At £0.21/kWh the cost is therefore £0.19

30 minute Short-Cycle

The short-cycle uses a 30 degree temperature by default - whilst prodding buttons though, I realised that you can drop it down to 20 or even 10 (something you can't do with the Cotton cycle).

The cycle lasts 30 minutes

Short Cycle

(I cropped the screenshot in the wrong place, it's easy to miss on the scale, but there's 2-5W of usage running for the remainder of the 30m).

Unlike the other cycles, there's no prolonged initial heating stage, with usage running between 21W and 133W for most of the cycle. Just prior to finishing, there's one burst up to 291W for the final spin.

The cycle consumed 0.02 kWh

Eco Cycle

At £0.21/kWh the cost is therefore £0.004

15 minute Short-Cycle

Again, this uses a 30 degree temperature by default.

Despite reporting 15 minutes on the display, the cycle actually draws power for over 20 minutes

15m Short Cycle

The initial stages of it's cycle use more power than the 30 minute version, with the lower sections being 40W rather than 20W. It doesn't see quite the same height of spike mid cycle, but the latter half again sees more usage than in it's longer running counterpart.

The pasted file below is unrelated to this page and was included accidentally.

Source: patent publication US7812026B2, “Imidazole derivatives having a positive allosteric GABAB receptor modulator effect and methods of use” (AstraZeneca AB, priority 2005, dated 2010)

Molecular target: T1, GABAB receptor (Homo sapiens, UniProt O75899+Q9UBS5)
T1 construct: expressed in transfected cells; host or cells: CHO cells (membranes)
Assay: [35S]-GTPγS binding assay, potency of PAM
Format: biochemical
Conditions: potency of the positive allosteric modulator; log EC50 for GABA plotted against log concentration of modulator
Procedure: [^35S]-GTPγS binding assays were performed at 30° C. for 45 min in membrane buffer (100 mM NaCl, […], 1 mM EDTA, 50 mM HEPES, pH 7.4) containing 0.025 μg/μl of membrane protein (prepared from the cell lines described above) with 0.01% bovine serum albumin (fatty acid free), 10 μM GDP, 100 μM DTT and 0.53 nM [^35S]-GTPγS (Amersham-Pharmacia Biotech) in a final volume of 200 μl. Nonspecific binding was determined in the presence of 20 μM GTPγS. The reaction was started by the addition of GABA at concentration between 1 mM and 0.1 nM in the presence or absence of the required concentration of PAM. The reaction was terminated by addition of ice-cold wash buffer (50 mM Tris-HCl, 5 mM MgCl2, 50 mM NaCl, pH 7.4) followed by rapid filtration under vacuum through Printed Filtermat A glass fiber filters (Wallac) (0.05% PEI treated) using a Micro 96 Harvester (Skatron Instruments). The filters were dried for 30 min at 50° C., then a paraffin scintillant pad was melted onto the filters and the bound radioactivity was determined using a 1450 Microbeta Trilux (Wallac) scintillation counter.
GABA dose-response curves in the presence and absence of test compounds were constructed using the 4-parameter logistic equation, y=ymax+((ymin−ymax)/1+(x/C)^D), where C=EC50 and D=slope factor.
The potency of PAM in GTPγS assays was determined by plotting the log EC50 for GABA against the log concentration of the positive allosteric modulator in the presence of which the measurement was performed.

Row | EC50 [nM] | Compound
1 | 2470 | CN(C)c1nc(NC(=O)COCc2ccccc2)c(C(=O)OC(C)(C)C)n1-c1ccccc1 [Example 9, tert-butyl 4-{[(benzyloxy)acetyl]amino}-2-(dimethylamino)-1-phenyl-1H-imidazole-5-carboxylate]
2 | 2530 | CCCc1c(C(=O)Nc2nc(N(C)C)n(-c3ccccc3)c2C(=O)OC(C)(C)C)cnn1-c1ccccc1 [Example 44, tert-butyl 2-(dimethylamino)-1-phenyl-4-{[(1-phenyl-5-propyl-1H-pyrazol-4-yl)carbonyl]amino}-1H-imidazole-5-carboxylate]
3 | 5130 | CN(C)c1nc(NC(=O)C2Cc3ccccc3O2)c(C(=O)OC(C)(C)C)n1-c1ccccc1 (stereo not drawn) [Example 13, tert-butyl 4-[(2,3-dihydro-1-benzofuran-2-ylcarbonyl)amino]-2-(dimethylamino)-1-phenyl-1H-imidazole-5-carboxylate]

The final spin uses slightly less power (around 250W) than the longer cycle.

The runtime is odd, so I thought maybe I'd made a mistake and run the longer cycle by accident, but a second (more careful) run of the 15 minute cycle confirmed it - it definitely clocks in at a little over 20 minutes

15m Short Cycle

The cycle consumed 0.02 kWh

Eco Cycle

At £0.21/kWh the cost is therefore £0.004


In my previous post, I made a joke about this not being that interesting, but actually there are a couple of unexpected surprises here

  • ECO mode only uses marginally less power than the normal cotton spin
  • A 15 minute short cycle uses the same power as a 30 minute one
  • The 15 minute cycle isn't actually 15 minutes (I knew appliance clocks were lying to us!)

There're also some things that are less surprising, but interesting to put numbers on